Clubfoot/genetics , Heart Defects, Congenital/genetics , Pierre Robin Syndrome/genetics , RNA-Binding Proteins/genetics , Child , Clubfoot/pathology , Diagnosis, Differential , Heart Defects, Congenital/pathology , Humans , Male , Pierre Robin Syndrome/pathology
Cell Tissue Res ; 376(2): 199-210, 2019 May.
Article En | MEDLINE | ID: mdl-30413887

Bone morphogenetic protein (BMP) signaling plays a crucial role in the development of craniofacial organs. Mutations in numerous members of the BMP signaling pathway lead to several severe human syndromes, including Pierre Robin sequence (PRS) caused by heterozygous loss of BMP2. In this study, we generate mice carrying Bmp2-specific deletion in cranial neural crest cells using floxed Bmp2 and Wnt1-Cre alleles to mimic PRS in humans. Mutant mice exhibit severe PRS with a significantly reduced size of craniofacial bones, cleft palate, malformed tongue and micrognathia. Palate clefting is caused by the undescended tongue that prevents palatal shelf elevation. However, the tongue in Wnt1-Cre;Bmp2f/f mice does not exhibit altered rates of cell proliferation and apoptosis, suggesting contribution of extrinsic defects to the failure of tongue descent. Further studies revealed obvious reduction in cell proliferation and differentiation of osteogenic progenitors in the mandible of the mutants, attributing to the micrognathia phenotype. Our study illustrates the pathogenesis of PRS caused by Bmp2 mutation, highlights the crucial role of BMP2 in the development of craniofacial bones and emphasizes precise coordination in the morphogenesis of palate, tongue and mandible during embryonic development.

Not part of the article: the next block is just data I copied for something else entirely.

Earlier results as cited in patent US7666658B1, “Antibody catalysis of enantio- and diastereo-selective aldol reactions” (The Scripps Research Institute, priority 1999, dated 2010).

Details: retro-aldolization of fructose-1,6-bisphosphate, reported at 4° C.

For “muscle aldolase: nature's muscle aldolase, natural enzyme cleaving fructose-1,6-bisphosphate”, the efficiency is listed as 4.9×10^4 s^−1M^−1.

Bone Morphogenetic Protein 2/genetics , Neural Crest/metabolism , Pierre Robin Syndrome/genetics , Pierre Robin Syndrome/pathology , Animals , Bone Morphogenetic Protein 2/physiology , Cell Differentiation , Cell Proliferation , Cleft Palate/genetics , Disease Models, Animal , Gene Expression Regulation, Developmental , Mandible/embryology , Mice , Mice, Knockout , Osteogenesis , Palate/embryology , Sequence Deletion , Tongue/embryology , Wnt Signaling Pathway/genetics
J Craniomaxillofac Surg ; 46(8): 1343-1347, 2018 Aug.
Article En | MEDLINE | ID: mdl-29861406

INTRODUCTION: The optimal surgical technique for the management of patients with Robin Sequence (RS) has not been established. One of the most commonly used surgical techniques, mandibular distraction osteogenesis (MDO), is still controversial because of its potential risks and the lack of clear evidence of its efficacy. OBJECTIVES: To assess variations in airway patency, clinical symptoms, and polysomnographic parameters in children with RS who underwent MDO. METHODS: In this prospective cohort study, 38 patients with RS were evaluated before and after MDO. Symptom severity was classified using a grading scale for RS clinical manifestations. Patients underwent flexible fiberoptic laryngoscopy, and the images were classified by a blinded examiner using two validated grading scales for airway obstruction. Patients not requiring ventilatory support underwent a polysomnography. RESULTS: Patients' symptoms significantly improved after MDO, as shown by a decreased score in the grading scale for RS clinical manifestations (preoperative score of 2.20 vs. postoperative score of 0.81; P < 0.001). The two endoscopic grading scales also showed a statistically significant postoperative improvement in airway obstruction (first scale: preoperative score of 1.56 vs. postoperative score of 0.92; second scale: preoperative score of 2.19 vs. postoperative score of 1.16; P < 0.001 for both). Moreover, there was a statistically significant variation in the following polysomnographic parameters evaluated pre- and postoperatively: apnea-hypopnea index, total sleep time, oxygen desaturation nadir, and oxygen desaturation index (P < 0.05). CONCLUSIONS: MDO seems to be an effective surgical option for children, as shown by postoperative improvements in clinical symptoms, endoscopic grading scales, and polysomnographic parameters.